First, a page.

Today we will talk about Chihuahuas, one of my favorite breeds. The chihuahua dog has a long history, dating back to the ancient Aztecs and Mayas, possibly as far as the 9th century in Mexico.
The earlier ancestors probably had been present before the Mayas as dogs approximating the Chihuahua are found in materials from the Great Pyramid of Cholula, antedating 1530 and in the ruins of Chichen Itza on the Yucatán Peninsula. However, a genetic study indicated that there was less than 2 percent pre-European mitochondrial DNA in modern Chihuahuas due to admixture with the European dogs.
In a 1520 letter, Hernan Cortés wrote that the Aztecs raised and sold the little dogs as food. Colonial records refer to small, nearly hairless dogs at the beginning of the 19th century, one of which claims 16th-century Conquistadores found them plentiful in the region later known as Chihuahua. Small dogs such as Chihuahuas were also used as living heating pads during illness or injury. Chihuahuas as we know them today remained a rarity until the early 20th century; the American Kennel Club (AKC) did not register a Chihuahua until 1904.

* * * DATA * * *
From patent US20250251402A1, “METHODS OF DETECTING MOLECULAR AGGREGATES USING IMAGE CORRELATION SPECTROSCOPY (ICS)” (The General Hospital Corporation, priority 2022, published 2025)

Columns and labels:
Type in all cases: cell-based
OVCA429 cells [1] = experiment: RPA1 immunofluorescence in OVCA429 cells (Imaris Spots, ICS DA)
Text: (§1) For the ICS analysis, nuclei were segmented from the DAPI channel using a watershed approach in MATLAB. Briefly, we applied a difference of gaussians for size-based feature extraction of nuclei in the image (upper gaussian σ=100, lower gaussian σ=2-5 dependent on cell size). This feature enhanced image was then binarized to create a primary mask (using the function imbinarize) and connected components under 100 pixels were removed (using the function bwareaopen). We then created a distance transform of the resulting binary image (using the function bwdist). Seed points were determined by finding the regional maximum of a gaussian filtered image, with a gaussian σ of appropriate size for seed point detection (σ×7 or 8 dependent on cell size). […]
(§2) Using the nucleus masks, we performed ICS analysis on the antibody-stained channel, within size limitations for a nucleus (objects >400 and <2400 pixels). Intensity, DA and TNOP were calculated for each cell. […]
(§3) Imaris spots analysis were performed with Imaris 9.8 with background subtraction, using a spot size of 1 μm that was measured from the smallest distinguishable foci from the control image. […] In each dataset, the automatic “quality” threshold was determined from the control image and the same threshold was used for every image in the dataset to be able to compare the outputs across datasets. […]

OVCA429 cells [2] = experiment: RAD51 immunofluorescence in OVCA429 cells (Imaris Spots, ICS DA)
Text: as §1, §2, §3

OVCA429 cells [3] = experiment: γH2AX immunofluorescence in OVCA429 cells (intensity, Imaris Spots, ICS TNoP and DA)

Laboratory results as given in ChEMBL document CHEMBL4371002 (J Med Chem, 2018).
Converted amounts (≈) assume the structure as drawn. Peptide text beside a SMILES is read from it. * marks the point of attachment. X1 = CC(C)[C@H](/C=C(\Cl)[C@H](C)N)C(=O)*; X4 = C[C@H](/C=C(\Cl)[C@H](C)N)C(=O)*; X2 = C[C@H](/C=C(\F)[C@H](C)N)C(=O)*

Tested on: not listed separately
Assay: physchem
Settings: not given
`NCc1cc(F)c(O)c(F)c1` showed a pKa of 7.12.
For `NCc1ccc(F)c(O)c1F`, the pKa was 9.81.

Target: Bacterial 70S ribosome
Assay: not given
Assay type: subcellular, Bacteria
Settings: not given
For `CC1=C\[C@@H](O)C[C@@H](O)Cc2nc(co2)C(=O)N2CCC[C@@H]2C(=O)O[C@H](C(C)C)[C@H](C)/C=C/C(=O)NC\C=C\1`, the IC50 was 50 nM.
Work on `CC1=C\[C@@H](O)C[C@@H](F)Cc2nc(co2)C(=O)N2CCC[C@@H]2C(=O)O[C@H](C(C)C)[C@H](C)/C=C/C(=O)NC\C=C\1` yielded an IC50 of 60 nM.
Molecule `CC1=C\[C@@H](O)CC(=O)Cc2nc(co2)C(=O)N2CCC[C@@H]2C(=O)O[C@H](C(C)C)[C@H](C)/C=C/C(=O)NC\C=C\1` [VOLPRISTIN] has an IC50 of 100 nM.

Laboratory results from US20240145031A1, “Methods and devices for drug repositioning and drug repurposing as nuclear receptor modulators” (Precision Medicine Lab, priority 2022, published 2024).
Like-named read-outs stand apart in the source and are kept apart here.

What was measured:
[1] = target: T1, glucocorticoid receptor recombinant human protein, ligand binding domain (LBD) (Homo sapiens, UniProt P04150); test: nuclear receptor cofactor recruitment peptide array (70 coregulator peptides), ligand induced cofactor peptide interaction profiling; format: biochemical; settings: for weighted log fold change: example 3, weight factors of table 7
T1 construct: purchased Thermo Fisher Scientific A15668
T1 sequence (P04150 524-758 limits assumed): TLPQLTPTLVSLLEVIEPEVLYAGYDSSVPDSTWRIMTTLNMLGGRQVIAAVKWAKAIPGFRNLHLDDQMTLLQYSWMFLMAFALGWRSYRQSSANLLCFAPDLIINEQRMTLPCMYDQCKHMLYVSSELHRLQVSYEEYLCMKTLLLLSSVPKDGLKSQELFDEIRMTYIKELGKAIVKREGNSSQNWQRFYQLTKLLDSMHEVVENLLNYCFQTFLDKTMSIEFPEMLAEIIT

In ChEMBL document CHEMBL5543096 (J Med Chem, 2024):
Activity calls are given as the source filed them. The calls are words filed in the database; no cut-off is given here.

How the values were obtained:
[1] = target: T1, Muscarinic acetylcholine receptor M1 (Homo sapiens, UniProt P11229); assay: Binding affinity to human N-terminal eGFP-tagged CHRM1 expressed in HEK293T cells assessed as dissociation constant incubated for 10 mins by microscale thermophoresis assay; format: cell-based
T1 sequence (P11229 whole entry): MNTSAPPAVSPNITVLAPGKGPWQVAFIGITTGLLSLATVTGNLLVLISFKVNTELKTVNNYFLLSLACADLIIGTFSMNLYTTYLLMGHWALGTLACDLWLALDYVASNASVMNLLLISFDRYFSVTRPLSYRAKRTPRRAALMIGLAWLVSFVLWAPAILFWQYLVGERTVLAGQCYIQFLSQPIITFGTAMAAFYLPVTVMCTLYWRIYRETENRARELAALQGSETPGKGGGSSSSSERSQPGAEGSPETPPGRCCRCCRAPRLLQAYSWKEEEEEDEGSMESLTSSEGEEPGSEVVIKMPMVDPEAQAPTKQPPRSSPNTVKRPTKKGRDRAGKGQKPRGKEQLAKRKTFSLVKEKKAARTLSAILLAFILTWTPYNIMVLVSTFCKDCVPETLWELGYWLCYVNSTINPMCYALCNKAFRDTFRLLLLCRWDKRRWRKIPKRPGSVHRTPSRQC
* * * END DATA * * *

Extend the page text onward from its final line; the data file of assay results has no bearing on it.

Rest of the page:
Breed standards for the Chihuahua do not specify a height, only a weigh and conformation, with weights ranging from tiny teacups at 1.5 pounds to 6 or 8 pound dogs. Chihuahuas occur in virtually any color combination, from solid to marked or splashed, allowing for colors from solid black to solid white, spotted, sabled, or a variety of other colors and patterns. Colors and patterns can combine and affect each other, resulting in a very high degree of variation. Common colors are fawn, red, cream, chocolate, brown, mixed, white, and black.
On April 23, 2012 Amaretto released K-9 Update Version 1.4 and these Non-Starter Coats were added!
The Chihuahua is one set of many exciting possible Non-Starter coats that can come from breeding “Starter Coats”.
You can have a chance at one of these exciting Non-Starter coated Chihuahuas by breeding any K-9 with a starter K-9 or by breeding together two starter K-9s.
These coats CAN be passed on.
Amaretto Chihuahuas can come in three different sizes, runt, normal, and pick. Brand new ones in the runt size tend to get lost in the grass lol. You have to follow the floating text if you leave movement on. Their ears can also be small, normal or large, but always upright.
As you can see, the tiny but mighty Chihuahua is a versatile coat. What is your favorite one?